HISTORY OF KADIKÖY
The historical core composing the beginning of settlement in Kadıköy is within the area created by Haydarpaşa Bay and Moda Point. Kadıköy that remains in the urban area and that is built-up today, has become a residential area in the 19th century with the district and neighborhoods extending to Bostancı.
It can be said that the the first human settlements around Istanbul were in BC 5000 - 3000. The first hand axes belonging to the Paleolithic were found in Içerenköy on the Asian side. The most important prehistoric residential are on the Anatolian side and maybe around Istanbul is the Fikirtepe culture. Fikirtepe is the oldest known Neolithic culture known in Istanbul.
It is known that around BC 1000, there was a trading colony called Harhadon in various sources in Fikirtepe established by the Phoenicians. Kuşdili River was in estuary form in this period and the coastal line was more inside between Fikirtepe and Hasanpaşa compared to today. Then, a second settlement area was created under the name of Khalkedonia (Copper Country) between Moda Point and Yoğurtçu across the first settlement. Khalkedonia (Kalkedon) becomes famous with the Temple of Apollo during this period. Haydarpasa Prairie is used for horse races by the people of Khalkedonia.
Byzantines who laid the foundation of the city of Byzantium by settling in Sarayburnu in 658 B.C. were fascinated by the beauty of the region and they named Kadıköy as the "Land of the Blind" by describing the people settling on the opposite side (Kadıköy) blind as they chose to live on the opposite side instead of this beautiful location, and. For this reason, it has been called by that name in various sources.
Khalkedonia underwent various sieges in the coming centuries. Between 1352 and 1353, the vicinity of Khalkedonia mostly came under the rule of the Ottomans. After the conquest of Istanbul, Fatih Sultan Mehmet gave Khalkedonia to first Istanbul Qadi, 13th Celalzade Hızır Bey, who was the grandson of daughter of the famous Nasreddin Hodja. It is said that the name of the settlement was changed to Kadıköy after this incident.
During the Ottoman period; the vicinity of Kadıköy like the Roman and the Byzantine periods was a favorite summer and recreation resort demanded by the senior managers. Besides, it continued to be a significant agricultural production area. Haydarpaşa, Kuşdili Stream (Kurbağalıdere), Acıbadem and Koşuyolu towards Çamlıca slopes and Fenerbahçe were the outstanding meadow and recreation areas. There were mansions, summer palaces and gardens of the Sultan and senior managers and villages in the inner parts located in a wide area extending to Bostancı. Although the basic characteristics of Kadıköy and its vicinity were formed by seasonal settlements, the first half of the 19th century was a period when the effects of the military activities were felt intensely in parallel to the status of the empire collapsing.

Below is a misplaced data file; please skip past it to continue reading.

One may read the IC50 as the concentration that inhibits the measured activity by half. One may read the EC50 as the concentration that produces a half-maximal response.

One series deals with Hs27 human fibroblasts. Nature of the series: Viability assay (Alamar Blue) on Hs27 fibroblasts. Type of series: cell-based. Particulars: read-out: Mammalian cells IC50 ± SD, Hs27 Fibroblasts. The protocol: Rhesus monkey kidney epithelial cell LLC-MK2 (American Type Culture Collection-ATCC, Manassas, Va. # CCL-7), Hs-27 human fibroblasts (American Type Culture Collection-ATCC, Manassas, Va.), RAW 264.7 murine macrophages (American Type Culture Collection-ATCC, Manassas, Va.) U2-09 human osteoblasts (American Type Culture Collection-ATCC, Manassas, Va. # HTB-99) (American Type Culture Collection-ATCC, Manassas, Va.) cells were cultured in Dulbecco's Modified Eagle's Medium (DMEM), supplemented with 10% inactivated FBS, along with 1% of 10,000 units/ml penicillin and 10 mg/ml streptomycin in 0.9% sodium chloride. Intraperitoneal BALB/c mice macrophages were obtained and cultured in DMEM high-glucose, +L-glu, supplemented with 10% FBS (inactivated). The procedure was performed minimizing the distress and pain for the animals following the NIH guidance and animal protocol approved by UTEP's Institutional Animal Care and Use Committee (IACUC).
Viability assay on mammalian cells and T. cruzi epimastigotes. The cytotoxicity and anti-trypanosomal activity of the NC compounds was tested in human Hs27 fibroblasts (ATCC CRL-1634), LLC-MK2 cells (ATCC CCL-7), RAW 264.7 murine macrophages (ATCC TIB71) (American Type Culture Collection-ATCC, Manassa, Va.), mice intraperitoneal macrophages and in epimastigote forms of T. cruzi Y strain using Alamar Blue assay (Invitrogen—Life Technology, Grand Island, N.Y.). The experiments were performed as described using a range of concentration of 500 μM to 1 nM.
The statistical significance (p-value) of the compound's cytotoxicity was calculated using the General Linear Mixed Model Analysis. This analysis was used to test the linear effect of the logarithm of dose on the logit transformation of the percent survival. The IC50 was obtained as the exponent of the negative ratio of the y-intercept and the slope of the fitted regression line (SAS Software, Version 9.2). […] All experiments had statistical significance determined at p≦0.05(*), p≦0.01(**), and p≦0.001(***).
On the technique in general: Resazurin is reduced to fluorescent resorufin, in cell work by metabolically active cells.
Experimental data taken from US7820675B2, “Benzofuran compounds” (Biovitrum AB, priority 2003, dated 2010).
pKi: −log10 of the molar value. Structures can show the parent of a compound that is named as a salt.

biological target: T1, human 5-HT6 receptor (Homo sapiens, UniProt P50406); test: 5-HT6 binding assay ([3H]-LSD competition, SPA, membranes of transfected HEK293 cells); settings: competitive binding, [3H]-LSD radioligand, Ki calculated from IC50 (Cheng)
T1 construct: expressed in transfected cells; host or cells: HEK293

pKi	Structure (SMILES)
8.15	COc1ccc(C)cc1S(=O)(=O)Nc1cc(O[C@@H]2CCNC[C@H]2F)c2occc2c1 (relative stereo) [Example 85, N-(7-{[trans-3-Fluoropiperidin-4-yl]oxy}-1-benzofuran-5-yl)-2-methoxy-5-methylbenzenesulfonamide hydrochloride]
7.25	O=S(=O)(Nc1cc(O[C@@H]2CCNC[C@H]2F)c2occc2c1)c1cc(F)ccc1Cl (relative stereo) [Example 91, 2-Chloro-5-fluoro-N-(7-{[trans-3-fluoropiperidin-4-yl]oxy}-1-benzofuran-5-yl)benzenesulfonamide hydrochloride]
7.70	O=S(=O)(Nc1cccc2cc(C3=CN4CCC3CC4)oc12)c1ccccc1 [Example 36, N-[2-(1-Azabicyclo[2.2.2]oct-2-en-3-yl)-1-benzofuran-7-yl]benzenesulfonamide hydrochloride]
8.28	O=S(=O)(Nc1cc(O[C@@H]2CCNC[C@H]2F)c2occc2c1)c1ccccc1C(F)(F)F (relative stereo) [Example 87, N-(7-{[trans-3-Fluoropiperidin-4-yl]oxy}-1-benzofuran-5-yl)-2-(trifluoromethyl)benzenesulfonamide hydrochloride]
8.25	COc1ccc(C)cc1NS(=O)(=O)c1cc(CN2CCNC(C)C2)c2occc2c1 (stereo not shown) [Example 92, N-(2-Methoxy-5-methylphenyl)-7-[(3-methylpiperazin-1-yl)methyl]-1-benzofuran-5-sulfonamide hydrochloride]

In 1869, Kadıköy was registered to Üsküdar District which used to be a bigger and significant settlement of the time. Kadıköy was made a county in 1930 after being registered to Üsküdar for a long time.
Istanbul and Kadıköy were saved from enemy invasion on October 6, 1923 under the leadership of Great Leader Atatürk.
Kadıköy which had long been registered to Üsküdar became a county on March 23, 1930. On this date, Kadıköy has two sub-districts called Kızıltoprak and Erenköy. Along with the Republican regime, Kadıköy obtained the opportunity to benefit from several modern urban services. These were the tramcar that were founded as a corporation in 1927 and started its first routes between Üsküdar and Kısıklı in 1928 with electricity in 1929.
In the following years, the population between Kızıltoprak and Bostancı increased by two and a half times within a decade with the implementation of the zoning development plan. In the past years, business life in Istanbul was developed further on the European side. Transportation was provided from Kadıköy to settlement areas like Moda, Üsküdar and Bostancı with ships landing to Kadıköy Pier after work and for this reason; Kadıköy with its Piers and Haydarpaşa became a passageway in the following years.
The importance of seaway decreased with the opening of the Bosphorus Bridge in 1970 and as a result, traffic was built down for being directed to the bridge. By the acceleration of migration in 1980s, Kadıköy emerged as a favourite settlement area with the establishment of Metropolitan Municipality with its new development plans. New development plans, development amnesties, title allocation certificates granted respectively of this period caused building density in the city and decrease in social reinforcement areas. After the earthquake in 1999; the necessity of renewal in the buildings and the concept of urban transformation suggested as a solution to this became threat risk as a source of unearned income to specific class.